Date of Award

August 2013

Degree Type


Degree Name

Master of Arts



First Advisor

Glen Jeansonne

Committee Members

Neal Pease, Rob Smith


Disarmament, Hoover, Latin-American, Manchuria, Quaker, Reparations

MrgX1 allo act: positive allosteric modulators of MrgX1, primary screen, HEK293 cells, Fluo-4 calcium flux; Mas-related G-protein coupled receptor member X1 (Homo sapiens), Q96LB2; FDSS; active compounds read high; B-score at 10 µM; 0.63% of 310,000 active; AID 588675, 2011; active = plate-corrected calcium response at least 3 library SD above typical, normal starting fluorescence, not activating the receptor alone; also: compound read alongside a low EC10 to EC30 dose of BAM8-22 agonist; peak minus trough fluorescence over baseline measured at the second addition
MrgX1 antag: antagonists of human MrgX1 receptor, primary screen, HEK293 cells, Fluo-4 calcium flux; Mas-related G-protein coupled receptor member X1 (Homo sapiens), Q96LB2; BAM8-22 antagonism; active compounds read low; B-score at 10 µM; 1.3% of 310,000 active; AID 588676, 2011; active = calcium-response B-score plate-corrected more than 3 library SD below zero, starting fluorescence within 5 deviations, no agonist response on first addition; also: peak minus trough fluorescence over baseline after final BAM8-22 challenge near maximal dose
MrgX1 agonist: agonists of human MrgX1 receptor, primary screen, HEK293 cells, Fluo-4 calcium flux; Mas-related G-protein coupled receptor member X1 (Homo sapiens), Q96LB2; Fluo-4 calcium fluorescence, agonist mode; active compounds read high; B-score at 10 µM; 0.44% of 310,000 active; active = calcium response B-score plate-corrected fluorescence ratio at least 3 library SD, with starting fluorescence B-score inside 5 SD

This study examines the major foreign policy events of Herbert Hoover's presidency. The thesis uses newspapers, presidential memorandums as well as memoirs from key cabinet members in Hoover's administration to bring into account Hoover's background and upbringing as a motive for how he dealt with foreign policy issues throughout his four years in office and brings to light his efforts to create a better and more peaceful world. Beginning with his childhood, Hoover began to develop moral and character attributes that taught him the importance of helping neighbors and always acting humane when it came to issues of war, pain and suffering. Hoover organized massive relief efforts in Europe during and after World War I, saving millions from starvation and death. As President-elect, he traveled to Latin America on a quest for "good will" to repair a fractured United States-Latin American relationship. The Quaker strove for world peace and his administration took part in several disarmament conferences with the goal of reducing arms and ultimately an elimination of war. He also developed and set the precedent for summit diplomacy as a means of achieving peace and good will. The Manchurian Crisis of 1929-1933 brought Hoover's humanitarian policy to the Far East. The President implemented numerous decrees and steered his Secretary of State toward a pacific resolution of the conflict. By securing peace in the Far East, Hoover kept the United States out of war and averted senseless death and destruction. Following the signing of the Versailles Treaty, intense and heavy-handed reparations were placed upon Germany. As a result, the economies of Europe collapsed and resentment developed in the citizens of Germany. Hoover attempted to curb the banking failure by implementing a debt moratorium and standstill agreement in an effort to nurse European economies back to health and prevent the spark of another world war. Ultimately, this study, by blending Hoover's moral character, ambitions and determination with his humane policies, attempts to dispute misconceptions of Hoover and his presidency. It adds to the missing historiography and strives to bring Herbert Hoover from the prejudice of condemnation and into more favorable light.